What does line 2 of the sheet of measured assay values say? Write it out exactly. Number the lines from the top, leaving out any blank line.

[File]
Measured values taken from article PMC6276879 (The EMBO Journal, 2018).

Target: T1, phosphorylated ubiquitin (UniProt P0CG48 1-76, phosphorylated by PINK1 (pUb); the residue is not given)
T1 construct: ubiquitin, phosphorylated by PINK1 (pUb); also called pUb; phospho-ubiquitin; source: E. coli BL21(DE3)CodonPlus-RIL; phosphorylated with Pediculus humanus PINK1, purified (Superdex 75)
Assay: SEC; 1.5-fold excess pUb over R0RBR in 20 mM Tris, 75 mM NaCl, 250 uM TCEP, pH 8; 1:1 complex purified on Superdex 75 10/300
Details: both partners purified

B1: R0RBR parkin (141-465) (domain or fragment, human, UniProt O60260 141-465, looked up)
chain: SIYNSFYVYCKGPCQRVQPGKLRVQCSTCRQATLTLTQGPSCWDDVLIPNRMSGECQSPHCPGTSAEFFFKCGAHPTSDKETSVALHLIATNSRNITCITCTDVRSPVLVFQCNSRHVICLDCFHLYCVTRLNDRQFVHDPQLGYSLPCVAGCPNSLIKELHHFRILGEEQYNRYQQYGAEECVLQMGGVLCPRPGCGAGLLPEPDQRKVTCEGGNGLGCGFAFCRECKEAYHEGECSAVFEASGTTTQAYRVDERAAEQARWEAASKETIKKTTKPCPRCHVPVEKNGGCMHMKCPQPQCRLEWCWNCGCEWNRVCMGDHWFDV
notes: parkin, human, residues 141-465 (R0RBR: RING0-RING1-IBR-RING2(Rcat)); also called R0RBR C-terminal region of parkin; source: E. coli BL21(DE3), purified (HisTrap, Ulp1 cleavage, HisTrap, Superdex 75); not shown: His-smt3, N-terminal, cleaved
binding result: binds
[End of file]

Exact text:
Target: T1, phosphorylated ubiquitin (UniProt P0CG48 1-76, phosphorylated by PINK1 (pUb); the residue is not given)